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Oral Health and Diabetes continued...

Diabetic patients who avoid dentists out of fear or anxiety will have problems that go beyond tooth loss, says John Buse, MD, PhD, director of the Diabetes Care Center at the University of North Carolina School of Medicine. "You probably won't be able to do a good job taking care of diabetes unless you go to a dentist."

Gum disease may also speed the progression to full-blown diabetes in the 54 million Americans who are classified as prediabetic. According to the American Diabetes Association, many people first become aware they have diabetes when they develop dental disease.

In a 2007 study, Danish researchers compared prediabetic rats with gum disease to prediabetic rats without gum disease. The rats with gum disease soon displayed increased insulin resistance and other signs of progression toward type 2 diabetes.

Oral Health and Heart Disease

People with periodontal disease are nearly twice as likely to suffer from coronary artery disease as those without, according to the American Academy of Periodontology. One theory is that oral bacteria attach to fatty plaques in the coronary arteries and contribute to the clots that can lead to heart attacks. Another is that inflammation increases plaque buildup.

Although evidence has been mixed, more than 20 "good-sized" studies have demonstrated the relationship between gum disease and heart disease, Genco says. But that relationship is still not confirmed as with other known risk factors such as smoking or obesity. Genco is planning a major study to see whether treating gum disease can forestall a second heart attack in people who have already had one.

Recent analysis suggests that common oral problems could increase the risk of cardiac problems. Indra Mustapha, DDS, a periodontist who teaches at Howard University in Washington, D.C., and colleagues analyzed the results of other research studies and found that periodontal disease with signs of bacterial exposure was associated with greater risk of heart disease.

The American Heart Association states, "At this time, promoting dental treatment expressly to prevent atherosclerotic cardiovascular disease and/or acute cardiovascular events is not recommended."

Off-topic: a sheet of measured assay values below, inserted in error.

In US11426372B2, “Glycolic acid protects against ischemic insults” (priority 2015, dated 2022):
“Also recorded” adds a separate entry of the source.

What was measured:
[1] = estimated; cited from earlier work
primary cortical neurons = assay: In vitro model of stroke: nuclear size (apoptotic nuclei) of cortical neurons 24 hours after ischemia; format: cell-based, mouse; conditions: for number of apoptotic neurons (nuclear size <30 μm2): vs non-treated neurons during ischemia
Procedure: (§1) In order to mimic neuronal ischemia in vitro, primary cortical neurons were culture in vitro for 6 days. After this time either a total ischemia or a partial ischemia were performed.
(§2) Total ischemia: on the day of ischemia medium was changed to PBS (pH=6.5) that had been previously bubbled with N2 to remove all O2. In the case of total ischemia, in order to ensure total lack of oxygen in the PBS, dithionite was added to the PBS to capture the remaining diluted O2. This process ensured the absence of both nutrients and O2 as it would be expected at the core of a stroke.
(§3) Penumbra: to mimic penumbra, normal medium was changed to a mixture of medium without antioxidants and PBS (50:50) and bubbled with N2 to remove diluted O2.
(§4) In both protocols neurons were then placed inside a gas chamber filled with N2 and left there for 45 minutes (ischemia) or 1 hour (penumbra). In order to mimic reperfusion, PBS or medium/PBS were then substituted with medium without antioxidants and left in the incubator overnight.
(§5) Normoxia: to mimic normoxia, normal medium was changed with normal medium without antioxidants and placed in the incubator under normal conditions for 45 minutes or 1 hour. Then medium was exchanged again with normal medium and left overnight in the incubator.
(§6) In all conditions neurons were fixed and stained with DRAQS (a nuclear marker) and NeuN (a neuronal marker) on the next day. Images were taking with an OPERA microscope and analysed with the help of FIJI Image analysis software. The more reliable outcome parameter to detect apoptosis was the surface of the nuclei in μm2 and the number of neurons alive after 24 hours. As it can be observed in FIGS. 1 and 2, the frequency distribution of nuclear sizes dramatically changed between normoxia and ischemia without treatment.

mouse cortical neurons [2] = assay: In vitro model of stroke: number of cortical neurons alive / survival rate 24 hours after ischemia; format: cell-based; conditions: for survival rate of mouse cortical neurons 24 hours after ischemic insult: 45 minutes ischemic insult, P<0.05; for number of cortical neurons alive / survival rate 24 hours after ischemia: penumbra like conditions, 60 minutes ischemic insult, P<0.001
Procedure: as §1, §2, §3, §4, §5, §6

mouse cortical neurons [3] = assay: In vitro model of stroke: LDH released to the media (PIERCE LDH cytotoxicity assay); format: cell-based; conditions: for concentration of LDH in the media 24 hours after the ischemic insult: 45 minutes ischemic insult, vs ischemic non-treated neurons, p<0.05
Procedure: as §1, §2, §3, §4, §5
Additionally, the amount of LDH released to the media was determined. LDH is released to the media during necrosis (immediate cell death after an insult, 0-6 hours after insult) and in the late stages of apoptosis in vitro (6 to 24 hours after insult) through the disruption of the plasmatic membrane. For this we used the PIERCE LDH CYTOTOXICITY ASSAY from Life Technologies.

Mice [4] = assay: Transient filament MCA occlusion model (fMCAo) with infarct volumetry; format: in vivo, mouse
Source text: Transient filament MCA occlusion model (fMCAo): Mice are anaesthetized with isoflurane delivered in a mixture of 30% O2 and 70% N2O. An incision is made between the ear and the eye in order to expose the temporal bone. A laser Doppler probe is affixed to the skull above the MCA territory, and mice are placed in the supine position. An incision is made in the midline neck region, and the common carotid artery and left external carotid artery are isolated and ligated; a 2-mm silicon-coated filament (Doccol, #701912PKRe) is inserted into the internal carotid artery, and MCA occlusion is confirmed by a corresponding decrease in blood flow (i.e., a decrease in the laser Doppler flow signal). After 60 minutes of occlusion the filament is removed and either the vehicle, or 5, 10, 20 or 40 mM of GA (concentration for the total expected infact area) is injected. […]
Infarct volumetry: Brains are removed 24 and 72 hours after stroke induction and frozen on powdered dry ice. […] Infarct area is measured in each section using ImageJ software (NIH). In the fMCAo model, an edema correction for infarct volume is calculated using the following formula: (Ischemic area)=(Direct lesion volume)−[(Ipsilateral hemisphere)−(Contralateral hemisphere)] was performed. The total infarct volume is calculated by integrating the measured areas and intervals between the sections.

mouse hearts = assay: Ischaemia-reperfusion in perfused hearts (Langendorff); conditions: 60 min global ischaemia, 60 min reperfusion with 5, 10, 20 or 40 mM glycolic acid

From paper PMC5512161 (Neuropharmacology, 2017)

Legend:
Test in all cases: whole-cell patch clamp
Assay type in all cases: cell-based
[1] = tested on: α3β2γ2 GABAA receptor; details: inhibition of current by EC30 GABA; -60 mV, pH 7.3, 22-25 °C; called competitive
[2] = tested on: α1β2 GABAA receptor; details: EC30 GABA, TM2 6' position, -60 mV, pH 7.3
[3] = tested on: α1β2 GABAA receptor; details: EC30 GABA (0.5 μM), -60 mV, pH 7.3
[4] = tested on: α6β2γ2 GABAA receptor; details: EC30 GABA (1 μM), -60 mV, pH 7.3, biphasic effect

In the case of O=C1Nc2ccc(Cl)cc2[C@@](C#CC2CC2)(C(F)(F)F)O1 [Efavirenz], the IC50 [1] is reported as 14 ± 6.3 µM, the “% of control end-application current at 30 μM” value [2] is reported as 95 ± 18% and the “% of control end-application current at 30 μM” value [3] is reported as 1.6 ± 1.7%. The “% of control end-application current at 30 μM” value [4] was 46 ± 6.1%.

Oral Health and Premature Birth

"Ob-gyns always knew that preterm and low-birth-weight births could be triggered by infections in the body," says Karabin. "They looked for urinary tract infections and throat infections, but never really thought about the mouth until a periodontic researcher looked into it."

Karabin says that severe periodontal disease in the mother may lead to an increase in the risk of premature birth. Remember those cytokines? Turns out they also increase the level of the hormone prostaglandin, which triggers labor, says Karabin. Fortunately, studies show that early treatment of gum disease and improved oral hygiene in women can reduce their risk of premature birth.

Other conditions that indicate a link between dental health and overall health include:

  • Osteoporosis. Osteoporosis and tooth loss often go hand in hand because the same decrease in mineral density that boosts the risk of hip and other fractures affects the jawbone and teeth. Measures taken to prevent or treat osteoporosis in postmenopausal women are likely to also help prevent severe gum disease, Genco says.
  • Rheumatoid arthritis. A study released in June 2008 found that patients with rheumatoid arthritis (RA) were nearly eight times more likely to have periodontal disease. RA, like periodontal disease, is an inflammatory disorder, which may help explain the link, Karabin says.
  • Alzheimer's disease. A 2005 study of identical twins showed that in twin pairs where one had dementia and the other didn't, the ones with dementia were four times more likely to have gum disease by midlife. The study doesn't say that good oral heath prevents Alzheimer's, but that inflammation early in life can have severe consequences later.


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